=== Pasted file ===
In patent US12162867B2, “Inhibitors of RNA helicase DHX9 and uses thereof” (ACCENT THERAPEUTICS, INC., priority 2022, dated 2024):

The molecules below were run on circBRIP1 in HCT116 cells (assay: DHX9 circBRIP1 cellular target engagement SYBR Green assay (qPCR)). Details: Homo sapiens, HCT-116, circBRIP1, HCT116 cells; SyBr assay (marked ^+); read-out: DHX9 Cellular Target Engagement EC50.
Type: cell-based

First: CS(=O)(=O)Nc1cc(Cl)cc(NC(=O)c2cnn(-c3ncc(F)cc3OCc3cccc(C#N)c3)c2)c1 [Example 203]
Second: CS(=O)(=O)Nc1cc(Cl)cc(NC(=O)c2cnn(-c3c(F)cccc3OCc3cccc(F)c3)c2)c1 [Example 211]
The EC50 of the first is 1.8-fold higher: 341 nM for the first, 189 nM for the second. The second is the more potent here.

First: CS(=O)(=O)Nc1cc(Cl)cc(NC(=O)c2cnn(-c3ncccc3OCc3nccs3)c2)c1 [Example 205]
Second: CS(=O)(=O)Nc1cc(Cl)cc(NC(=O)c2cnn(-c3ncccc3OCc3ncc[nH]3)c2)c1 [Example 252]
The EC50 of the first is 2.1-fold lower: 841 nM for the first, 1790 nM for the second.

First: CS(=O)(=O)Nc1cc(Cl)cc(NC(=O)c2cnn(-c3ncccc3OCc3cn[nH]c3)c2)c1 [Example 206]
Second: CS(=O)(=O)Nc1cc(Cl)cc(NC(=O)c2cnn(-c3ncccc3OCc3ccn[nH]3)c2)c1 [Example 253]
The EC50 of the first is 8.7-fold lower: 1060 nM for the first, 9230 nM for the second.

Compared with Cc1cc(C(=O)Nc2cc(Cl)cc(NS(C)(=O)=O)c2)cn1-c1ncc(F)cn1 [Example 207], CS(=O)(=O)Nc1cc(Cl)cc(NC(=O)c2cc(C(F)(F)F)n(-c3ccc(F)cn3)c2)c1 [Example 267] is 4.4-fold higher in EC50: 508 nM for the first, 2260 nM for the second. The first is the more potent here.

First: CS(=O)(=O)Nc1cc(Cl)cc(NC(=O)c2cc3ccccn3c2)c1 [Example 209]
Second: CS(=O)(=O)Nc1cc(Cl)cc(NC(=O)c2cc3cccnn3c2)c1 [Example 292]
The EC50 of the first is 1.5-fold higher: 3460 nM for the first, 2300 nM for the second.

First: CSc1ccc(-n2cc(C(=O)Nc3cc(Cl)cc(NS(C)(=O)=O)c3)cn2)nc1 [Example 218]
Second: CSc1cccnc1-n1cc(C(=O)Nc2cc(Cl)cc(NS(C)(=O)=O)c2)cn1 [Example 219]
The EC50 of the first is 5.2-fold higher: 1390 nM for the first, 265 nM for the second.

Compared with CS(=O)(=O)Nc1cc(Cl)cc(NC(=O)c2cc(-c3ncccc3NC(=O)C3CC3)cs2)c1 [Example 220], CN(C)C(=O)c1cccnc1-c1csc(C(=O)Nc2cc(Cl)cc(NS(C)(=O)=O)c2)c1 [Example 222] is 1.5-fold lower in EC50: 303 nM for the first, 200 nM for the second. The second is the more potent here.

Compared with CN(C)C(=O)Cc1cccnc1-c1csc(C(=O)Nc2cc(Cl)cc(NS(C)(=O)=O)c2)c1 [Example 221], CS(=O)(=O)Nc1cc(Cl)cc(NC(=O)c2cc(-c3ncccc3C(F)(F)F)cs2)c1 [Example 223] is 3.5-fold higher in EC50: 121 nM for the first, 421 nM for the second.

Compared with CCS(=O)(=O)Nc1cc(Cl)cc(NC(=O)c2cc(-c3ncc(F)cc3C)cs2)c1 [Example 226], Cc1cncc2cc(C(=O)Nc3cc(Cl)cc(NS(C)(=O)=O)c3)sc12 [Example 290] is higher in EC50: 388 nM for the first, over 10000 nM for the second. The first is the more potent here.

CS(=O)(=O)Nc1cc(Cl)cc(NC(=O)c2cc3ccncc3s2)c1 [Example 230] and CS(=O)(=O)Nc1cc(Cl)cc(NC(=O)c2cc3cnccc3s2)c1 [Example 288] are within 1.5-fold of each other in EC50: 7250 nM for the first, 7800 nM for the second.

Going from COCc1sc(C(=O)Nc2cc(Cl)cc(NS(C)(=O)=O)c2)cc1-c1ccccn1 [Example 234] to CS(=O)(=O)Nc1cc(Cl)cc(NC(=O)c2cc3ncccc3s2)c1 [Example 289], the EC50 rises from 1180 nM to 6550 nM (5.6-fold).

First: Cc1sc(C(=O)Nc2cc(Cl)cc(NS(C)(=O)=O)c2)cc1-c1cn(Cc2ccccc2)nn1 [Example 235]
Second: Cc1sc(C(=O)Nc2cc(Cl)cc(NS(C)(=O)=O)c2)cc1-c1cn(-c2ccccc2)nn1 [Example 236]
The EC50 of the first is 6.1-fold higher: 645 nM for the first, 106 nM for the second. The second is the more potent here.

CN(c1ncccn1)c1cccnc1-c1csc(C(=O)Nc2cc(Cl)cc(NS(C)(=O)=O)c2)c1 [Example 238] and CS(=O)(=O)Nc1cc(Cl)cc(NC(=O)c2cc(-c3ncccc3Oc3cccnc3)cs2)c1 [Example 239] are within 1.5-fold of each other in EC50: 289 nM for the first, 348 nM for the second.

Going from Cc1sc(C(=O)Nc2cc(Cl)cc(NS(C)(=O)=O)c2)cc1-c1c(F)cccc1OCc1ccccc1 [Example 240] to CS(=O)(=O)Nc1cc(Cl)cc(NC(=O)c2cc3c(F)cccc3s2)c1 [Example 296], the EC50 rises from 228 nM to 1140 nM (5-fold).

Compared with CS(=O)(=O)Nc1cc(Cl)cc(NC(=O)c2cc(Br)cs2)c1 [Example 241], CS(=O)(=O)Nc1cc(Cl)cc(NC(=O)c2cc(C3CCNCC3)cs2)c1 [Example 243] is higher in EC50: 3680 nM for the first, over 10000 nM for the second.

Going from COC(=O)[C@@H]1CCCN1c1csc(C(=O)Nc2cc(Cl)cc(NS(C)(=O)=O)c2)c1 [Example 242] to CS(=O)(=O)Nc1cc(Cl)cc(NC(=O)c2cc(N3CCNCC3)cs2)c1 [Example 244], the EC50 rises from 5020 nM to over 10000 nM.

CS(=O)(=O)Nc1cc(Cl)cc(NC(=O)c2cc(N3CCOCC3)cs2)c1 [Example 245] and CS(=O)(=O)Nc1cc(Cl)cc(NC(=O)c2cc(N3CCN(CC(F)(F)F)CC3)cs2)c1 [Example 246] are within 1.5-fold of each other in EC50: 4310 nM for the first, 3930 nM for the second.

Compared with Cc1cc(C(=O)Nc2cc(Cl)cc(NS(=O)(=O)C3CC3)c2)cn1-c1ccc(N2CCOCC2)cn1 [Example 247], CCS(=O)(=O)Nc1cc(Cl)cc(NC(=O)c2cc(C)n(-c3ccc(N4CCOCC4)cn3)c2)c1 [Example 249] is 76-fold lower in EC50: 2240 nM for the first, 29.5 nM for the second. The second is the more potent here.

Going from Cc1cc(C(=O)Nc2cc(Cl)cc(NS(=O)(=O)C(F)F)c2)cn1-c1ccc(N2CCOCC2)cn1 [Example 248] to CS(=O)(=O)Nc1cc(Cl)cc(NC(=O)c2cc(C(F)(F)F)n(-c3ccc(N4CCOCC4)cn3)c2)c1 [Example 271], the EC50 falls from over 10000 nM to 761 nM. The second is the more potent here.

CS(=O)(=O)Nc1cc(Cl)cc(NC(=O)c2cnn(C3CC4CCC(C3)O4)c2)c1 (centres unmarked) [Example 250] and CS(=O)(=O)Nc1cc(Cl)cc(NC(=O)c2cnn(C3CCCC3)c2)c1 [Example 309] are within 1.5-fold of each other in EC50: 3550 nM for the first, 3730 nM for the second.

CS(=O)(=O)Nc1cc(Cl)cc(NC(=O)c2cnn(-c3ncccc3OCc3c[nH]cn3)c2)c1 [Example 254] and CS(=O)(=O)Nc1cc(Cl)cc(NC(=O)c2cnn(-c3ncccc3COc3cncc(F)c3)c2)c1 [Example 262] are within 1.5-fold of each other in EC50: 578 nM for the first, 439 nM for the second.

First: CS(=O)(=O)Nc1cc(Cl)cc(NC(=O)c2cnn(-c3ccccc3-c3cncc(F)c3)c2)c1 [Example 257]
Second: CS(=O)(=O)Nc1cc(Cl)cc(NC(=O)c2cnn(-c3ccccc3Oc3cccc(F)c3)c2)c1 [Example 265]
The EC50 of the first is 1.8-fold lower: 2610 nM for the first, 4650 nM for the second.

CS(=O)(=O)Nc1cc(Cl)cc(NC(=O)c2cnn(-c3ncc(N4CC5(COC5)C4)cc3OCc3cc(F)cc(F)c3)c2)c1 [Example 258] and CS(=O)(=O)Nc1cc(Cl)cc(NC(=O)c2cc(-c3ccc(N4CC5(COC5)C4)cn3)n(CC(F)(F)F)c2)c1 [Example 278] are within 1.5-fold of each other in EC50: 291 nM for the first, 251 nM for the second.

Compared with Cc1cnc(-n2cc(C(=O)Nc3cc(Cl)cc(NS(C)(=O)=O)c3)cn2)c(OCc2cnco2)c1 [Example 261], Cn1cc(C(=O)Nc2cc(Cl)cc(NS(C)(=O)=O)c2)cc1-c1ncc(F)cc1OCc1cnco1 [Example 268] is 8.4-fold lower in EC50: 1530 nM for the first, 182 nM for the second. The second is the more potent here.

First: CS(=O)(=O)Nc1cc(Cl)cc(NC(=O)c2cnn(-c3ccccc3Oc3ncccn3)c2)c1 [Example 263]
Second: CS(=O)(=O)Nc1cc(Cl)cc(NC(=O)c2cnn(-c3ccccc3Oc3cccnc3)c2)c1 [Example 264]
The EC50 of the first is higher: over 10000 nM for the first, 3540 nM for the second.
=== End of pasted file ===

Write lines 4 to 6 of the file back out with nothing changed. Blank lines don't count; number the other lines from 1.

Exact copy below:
First: CS(=O)(=O)Nc1cc(Cl)cc(NC(=O)c2cnn(-c3ncc(F)cc3OCc3cccc(C#N)c3)c2)c1 [Example 203]
Second: CS(=O)(=O)Nc1cc(Cl)cc(NC(=O)c2cnn(-c3c(F)cccc3OCc3cccc(F)c3)c2)c1 [Example 211]
The EC50 of the first is 1.8-fold higher: 341 nM for the first, 189 nM for the second. The second is the more potent here.